Say for Development: The development field hardly offers a straightforward career path; hence many graduates find it difficult to get a job right away often because of their lack of professional experience. But, it is also not possible for someone to earn experience without holding a position. Even internships these days are very competitive. What would be your advice to young aspiring development workers in landing jobs?

Donal: Actually many developing countries have their own skilled people who understand the issues, culture, politics and context, so you got to have something additional to contribute over and above what they offer. One tip is to have a strong technical background and experience that is a transferable skill. It can be in education, medicine, accounting, law, engineering or economics for example, or any particular technical skills that are always in demand in developing countries. So if you just have a degree in history but you want to work in development, then you may need to pursue further qualifications or develop your administrative and management skills to offer these. And DFID is not the only place in the British government that is involved in development.  Increasingly other parts of the UK government such as the Foreign and Commonwealth Office, Home Office and Department of Health are doing more and more in development. You can also look at interesting careers in these too.

You also need experience which is often difficult to get. My advice is to look far and wide and be prepared to send your CV and show your interest to all these organisations which can be NGOs, civil society, international intern programmes, UK government or any volunteering programmes. If you have neither been done some voluntary or other work abroad nor volunteered in the UK, then you probably will not get very far – these must be the primary steps. You have to demonstrate that you know a bit what doing development is about and that you have actually made the sacrifices to do even unpaid work in developing countries. Even for DFID Graduate Schemes, by looking at applicants’ CVs you will find a lot of people who have managed to get quite a lot of experience by just being out and about, and they are people that would be ahead of others.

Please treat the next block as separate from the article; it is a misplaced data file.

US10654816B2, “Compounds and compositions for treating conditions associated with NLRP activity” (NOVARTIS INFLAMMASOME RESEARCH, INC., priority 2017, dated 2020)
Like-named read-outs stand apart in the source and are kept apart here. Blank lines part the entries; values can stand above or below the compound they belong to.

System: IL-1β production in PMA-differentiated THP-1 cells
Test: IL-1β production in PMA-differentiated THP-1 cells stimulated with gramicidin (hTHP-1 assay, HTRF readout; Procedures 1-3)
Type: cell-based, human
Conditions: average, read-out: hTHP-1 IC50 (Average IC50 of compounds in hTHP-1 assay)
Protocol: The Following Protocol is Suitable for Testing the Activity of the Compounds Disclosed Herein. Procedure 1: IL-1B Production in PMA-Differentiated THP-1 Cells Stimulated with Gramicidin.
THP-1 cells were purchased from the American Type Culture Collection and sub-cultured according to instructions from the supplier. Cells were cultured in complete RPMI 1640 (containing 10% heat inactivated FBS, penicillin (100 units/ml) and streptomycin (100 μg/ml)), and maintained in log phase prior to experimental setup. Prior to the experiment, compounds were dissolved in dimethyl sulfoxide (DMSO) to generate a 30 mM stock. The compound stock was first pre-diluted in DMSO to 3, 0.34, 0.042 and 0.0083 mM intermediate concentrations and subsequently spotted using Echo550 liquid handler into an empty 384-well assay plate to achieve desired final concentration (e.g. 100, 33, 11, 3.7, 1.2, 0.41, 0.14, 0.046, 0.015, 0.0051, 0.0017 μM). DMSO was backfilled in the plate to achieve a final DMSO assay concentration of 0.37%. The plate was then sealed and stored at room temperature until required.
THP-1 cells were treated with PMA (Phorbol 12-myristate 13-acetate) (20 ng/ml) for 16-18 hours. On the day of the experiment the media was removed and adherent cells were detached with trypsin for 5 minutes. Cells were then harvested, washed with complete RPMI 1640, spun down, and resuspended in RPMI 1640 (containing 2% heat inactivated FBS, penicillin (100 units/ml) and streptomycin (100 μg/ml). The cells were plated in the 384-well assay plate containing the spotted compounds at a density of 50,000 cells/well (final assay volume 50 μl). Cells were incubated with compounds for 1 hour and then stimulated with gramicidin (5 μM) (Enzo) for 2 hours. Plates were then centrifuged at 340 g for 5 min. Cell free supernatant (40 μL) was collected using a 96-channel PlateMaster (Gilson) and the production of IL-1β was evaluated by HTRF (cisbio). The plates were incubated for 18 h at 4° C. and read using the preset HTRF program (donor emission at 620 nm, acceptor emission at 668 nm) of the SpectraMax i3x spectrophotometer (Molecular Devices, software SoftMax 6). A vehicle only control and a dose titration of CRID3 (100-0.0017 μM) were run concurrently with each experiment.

My other advice for graduates is to not expect to get paid employment first off. You got to be able to volunteer, fundraise, and show a commitment that gets you in the door. You really have to be resourceful and just keep going and get some experience even if it is unpaid. As soon as you get experience, you will find life easier to start getting your foot in the door for a career in development.

Say for Development: In your opinion, what are the key qualities or attributes that are crucial for someone wanting to develop their career in aid agencies and international NGOs?